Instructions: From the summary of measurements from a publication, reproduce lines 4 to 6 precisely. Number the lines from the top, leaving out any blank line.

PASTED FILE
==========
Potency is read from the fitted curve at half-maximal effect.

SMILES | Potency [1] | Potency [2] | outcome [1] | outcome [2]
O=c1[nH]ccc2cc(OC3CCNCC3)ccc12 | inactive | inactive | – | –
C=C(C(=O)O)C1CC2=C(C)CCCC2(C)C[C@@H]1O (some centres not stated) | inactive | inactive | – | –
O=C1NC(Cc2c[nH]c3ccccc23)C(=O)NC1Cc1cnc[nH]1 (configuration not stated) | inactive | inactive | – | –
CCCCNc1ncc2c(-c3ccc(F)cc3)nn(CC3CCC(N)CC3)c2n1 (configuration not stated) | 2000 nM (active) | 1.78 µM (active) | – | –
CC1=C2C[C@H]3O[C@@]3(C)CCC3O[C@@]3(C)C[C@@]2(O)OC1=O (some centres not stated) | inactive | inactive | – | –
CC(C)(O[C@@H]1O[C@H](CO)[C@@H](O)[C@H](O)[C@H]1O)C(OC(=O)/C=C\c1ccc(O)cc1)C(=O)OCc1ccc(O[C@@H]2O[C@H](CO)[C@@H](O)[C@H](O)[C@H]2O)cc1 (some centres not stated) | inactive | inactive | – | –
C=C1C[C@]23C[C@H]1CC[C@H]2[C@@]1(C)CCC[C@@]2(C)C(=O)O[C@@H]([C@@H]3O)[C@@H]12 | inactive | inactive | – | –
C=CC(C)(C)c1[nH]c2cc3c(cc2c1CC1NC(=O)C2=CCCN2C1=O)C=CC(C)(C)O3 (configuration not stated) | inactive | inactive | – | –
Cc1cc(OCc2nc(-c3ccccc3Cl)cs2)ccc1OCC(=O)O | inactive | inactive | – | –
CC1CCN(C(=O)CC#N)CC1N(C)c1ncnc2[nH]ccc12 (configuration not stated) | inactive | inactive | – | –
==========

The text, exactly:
C=C(C(=O)O)C1CC2=C(C)CCCC2(C)C[C@@H]1O (some centres not stated) | inactive | inactive | – | –
O=C1NC(Cc2c[nH]c3ccccc23)C(=O)NC1Cc1cnc[nH]1 (configuration not stated) | inactive | inactive | – | –
CCCCNc1ncc2c(-c3ccc(F)cc3)nn(CC3CCC(N)CC3)c2n1 (configuration not stated) | 2000 nM (active) | 1.78 µM (active) | – | –